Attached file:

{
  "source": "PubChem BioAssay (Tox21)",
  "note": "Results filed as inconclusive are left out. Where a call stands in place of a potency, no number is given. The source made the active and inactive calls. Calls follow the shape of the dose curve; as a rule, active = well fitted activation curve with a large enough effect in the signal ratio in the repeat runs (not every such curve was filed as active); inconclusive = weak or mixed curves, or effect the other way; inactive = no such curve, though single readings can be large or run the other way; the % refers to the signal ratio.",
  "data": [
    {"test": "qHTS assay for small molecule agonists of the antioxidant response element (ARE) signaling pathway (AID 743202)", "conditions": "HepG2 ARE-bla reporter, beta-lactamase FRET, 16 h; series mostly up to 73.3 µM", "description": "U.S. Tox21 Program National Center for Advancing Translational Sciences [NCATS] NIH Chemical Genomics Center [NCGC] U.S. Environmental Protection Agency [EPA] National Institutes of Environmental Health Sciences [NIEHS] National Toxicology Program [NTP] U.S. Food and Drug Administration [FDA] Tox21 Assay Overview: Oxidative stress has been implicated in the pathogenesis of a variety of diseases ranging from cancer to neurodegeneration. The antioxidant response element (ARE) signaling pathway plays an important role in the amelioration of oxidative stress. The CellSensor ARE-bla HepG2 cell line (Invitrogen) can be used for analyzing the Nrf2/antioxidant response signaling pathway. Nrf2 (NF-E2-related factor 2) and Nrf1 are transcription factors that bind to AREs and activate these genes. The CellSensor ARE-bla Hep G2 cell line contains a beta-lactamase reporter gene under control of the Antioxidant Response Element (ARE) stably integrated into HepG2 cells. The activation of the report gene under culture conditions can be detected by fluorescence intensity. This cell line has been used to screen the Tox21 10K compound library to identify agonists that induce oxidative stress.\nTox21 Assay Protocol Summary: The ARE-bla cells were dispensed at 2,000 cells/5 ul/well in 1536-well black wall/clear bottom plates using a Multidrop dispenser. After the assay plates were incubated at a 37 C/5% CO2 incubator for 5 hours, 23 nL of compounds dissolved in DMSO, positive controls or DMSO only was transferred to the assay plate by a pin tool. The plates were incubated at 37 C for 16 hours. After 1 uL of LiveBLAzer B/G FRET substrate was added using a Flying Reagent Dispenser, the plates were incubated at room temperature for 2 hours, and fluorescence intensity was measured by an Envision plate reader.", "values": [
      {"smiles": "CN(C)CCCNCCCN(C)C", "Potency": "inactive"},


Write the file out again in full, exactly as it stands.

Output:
{
  "source": "PubChem BioAssay (Tox21)",
  "note": "Results filed as inconclusive are left out. Where a call stands in place of a potency, no number is given. The source made the active and inactive calls. Calls follow the shape of the dose curve; as a rule, active = well fitted activation curve with a large enough effect in the signal ratio in the repeat runs (not every such curve was filed as active); inconclusive = weak or mixed curves, or effect the other way; inactive = no such curve, though single readings can be large or run the other way; the % refers to the signal ratio.",
  "data": [
    {"test": "qHTS assay for small molecule agonists of the antioxidant response element (ARE) signaling pathway (AID 743202)", "conditions": "HepG2 ARE-bla reporter, beta-lactamase FRET, 16 h; series mostly up to 73.3 µM", "description": "U.S. Tox21 Program National Center for Advancing Translational Sciences [NCATS] NIH Chemical Genomics Center [NCGC] U.S. Environmental Protection Agency [EPA] National Institutes of Environmental Health Sciences [NIEHS] National Toxicology Program [NTP] U.S. Food and Drug Administration [FDA] Tox21 Assay Overview: Oxidative stress has been implicated in the pathogenesis of a variety of diseases ranging from cancer to neurodegeneration. The antioxidant response element (ARE) signaling pathway plays an important role in the amelioration of oxidative stress. The CellSensor ARE-bla HepG2 cell line (Invitrogen) can be used for analyzing the Nrf2/antioxidant response signaling pathway. Nrf2 (NF-E2-related factor 2) and Nrf1 are transcription factors that bind to AREs and activate these genes. The CellSensor ARE-bla Hep G2 cell line contains a beta-lactamase reporter gene under control of the Antioxidant Response Element (ARE) stably integrated into HepG2 cells. The activation of the report gene under culture conditions can be detected by fluorescence intensity. This cell line has been used to screen the Tox21 10K compound library to identify agonists that induce oxidative stress.\nTox21 Assay Protocol Summary: The ARE-bla cells were dispensed at 2,000 cells/5 ul/well in 1536-well black wall/clear bottom plates using a Multidrop dispenser. After the assay plates were incubated at a 37 C/5% CO2 incubator for 5 hours, 23 nL of compounds dissolved in DMSO, positive controls or DMSO only was transferred to the assay plate by a pin tool. The plates were incubated at 37 C for 16 hours. After 1 uL of LiveBLAzer B/G FRET substrate was added using a Flying Reagent Dispenser, the plates were incubated at room temperature for 2 hours, and fluorescence intensity was measured by an Envision plate reader.", "values": [
      {"smiles": "CN(C)CCCNCCCN(C)C", "Potency": "inactive"},